We often hear questions from clients on Florida’s statute of limitation regarding their personal injury case. A statute of limitation is a time limit that a person has to bring a lawsuit against someone who has harmed them. The statute of limitation acts to prevent people from pursuing claims that are old and where evidence and records of the event are getting stale, lost, or forgotten.
It is much harder to defend a case with long lapses of time between the accident to actually getting to a trial, so the law encourages lawsuits to filed and handled on a timely basis. Statutes of limitations are also designed to prevent people from sitting on their rights for too long and also to give some protection to potential wrongdoers that they do not have to worry for the rest of their lives that they may get sued for something that happened a long time ago.
In the state of Florida, there is a statute of limitations on almost every kind of lawsuit, or cause of action that one may want to sue another person for damaging them in some way. There are also statutes of limitations on most crimes committed in Florida. For the purposes of a personal injury case, Florida Statutes, Section 95.11 states that there is a four-year statute of limitations for negligence claims.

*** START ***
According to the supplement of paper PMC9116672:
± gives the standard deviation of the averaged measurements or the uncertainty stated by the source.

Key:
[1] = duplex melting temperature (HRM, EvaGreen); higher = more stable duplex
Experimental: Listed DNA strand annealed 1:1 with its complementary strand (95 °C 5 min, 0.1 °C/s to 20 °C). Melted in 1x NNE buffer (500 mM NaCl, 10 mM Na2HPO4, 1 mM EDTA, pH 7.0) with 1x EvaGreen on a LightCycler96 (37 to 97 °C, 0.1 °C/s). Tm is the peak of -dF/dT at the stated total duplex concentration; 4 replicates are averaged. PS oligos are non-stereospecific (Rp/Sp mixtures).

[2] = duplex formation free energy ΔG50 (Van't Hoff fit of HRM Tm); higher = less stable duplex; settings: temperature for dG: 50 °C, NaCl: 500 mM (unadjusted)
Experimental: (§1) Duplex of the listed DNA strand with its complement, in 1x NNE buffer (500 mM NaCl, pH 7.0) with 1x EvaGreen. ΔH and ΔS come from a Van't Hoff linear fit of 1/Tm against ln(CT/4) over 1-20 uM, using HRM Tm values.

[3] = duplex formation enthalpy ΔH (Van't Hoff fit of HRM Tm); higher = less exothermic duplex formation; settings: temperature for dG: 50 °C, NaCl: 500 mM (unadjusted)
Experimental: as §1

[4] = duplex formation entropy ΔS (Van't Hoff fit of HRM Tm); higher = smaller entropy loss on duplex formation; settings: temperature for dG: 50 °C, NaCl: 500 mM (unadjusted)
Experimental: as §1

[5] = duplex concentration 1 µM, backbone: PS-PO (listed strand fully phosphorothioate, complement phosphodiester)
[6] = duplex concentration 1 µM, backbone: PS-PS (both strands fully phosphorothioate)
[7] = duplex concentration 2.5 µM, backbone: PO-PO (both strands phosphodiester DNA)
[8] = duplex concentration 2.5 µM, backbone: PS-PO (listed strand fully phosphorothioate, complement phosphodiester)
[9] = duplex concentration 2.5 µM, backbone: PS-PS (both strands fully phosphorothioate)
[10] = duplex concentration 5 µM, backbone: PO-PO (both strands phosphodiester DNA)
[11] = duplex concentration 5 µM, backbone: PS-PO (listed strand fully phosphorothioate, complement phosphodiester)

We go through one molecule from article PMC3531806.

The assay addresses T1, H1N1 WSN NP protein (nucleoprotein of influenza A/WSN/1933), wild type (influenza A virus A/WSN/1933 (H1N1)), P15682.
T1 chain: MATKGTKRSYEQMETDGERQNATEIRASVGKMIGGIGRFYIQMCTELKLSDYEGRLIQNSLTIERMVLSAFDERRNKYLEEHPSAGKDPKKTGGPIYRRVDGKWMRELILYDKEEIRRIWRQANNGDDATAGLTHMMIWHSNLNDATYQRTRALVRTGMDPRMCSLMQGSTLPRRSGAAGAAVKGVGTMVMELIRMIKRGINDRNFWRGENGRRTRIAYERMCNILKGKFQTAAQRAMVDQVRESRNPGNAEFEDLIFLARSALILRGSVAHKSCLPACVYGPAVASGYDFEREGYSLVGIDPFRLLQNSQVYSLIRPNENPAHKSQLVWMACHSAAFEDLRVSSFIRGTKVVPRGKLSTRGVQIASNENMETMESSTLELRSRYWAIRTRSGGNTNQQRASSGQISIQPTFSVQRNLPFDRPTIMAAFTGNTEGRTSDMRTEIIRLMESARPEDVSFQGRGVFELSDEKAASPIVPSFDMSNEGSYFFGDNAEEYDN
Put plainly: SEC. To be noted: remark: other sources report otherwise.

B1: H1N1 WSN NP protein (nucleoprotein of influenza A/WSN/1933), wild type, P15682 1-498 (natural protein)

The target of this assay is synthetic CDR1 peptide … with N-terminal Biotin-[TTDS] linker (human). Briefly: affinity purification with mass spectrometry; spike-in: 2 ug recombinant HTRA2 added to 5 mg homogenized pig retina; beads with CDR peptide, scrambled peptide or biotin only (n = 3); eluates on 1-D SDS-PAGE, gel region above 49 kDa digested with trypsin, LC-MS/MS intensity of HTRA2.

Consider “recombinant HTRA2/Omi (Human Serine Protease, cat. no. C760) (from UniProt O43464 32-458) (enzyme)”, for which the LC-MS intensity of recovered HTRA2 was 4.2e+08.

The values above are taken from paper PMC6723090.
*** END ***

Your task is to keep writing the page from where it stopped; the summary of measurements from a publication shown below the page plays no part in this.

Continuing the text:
This means that you must file a lawsuit on your personal injury claim within four years, or you may be barred from recovering for your damages in Court. In some cases like wrongful death and medical malpractice, the statute of limitations is only two years and in some cases, only one year. Normally, this time limit begins to run from the date of the accident or incident in which the person was injured.
While most negligence and personal injury cases can be settled, or tried within that four-year time frame, it is a good reminder to always act quickly if you’ve been injured an accident. The longer you wait, the more difficult it can be to prove your case and to maximize the value of your claim. You should consult with a Florida personal injury attorney about what statute of limitations applies to your particular case and what else can be done to protect your right to compensation for injuries, pain and suffering, and lost wages.